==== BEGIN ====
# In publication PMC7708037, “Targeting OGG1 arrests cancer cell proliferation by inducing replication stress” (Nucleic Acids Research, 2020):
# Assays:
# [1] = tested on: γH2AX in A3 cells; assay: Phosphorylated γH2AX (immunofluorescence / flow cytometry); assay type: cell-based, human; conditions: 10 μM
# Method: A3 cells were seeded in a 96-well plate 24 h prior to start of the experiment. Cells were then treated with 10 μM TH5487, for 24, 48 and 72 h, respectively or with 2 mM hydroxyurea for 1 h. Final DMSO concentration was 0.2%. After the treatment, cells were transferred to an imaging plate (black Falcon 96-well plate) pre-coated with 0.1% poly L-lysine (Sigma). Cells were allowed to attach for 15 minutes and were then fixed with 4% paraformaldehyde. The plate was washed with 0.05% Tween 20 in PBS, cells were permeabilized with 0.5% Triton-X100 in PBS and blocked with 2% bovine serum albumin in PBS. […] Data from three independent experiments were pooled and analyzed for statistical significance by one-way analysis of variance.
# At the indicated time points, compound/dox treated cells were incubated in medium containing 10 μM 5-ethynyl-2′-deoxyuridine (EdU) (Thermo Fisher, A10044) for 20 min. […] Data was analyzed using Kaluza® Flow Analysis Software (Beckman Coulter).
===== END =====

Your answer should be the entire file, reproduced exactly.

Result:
# In publication PMC7708037, “Targeting OGG1 arrests cancer cell proliferation by inducing replication stress” (Nucleic Acids Research, 2020):
# Assays:
# [1] = tested on: γH2AX in A3 cells; assay: Phosphorylated γH2AX (immunofluorescence / flow cytometry); assay type: cell-based, human; conditions: 10 μM
# Method: A3 cells were seeded in a 96-well plate 24 h prior to start of the experiment. Cells were then treated with 10 μM TH5487, for 24, 48 and 72 h, respectively or with 2 mM hydroxyurea for 1 h. Final DMSO concentration was 0.2%. After the treatment, cells were transferred to an imaging plate (black Falcon 96-well plate) pre-coated with 0.1% poly L-lysine (Sigma). Cells were allowed to attach for 15 minutes and were then fixed with 4% paraformaldehyde. The plate was washed with 0.05% Tween 20 in PBS, cells were permeabilized with 0.5% Triton-X100 in PBS and blocked with 2% bovine serum albumin in PBS. […] Data from three independent experiments were pooled and analyzed for statistical significance by one-way analysis of variance.
# At the indicated time points, compound/dox treated cells were incubated in medium containing 10 μM 5-ethynyl-2′-deoxyuridine (EdU) (Thermo Fisher, A10044) for 20 min. […] Data was analyzed using Kaluza® Flow Analysis Software (Beckman Coulter).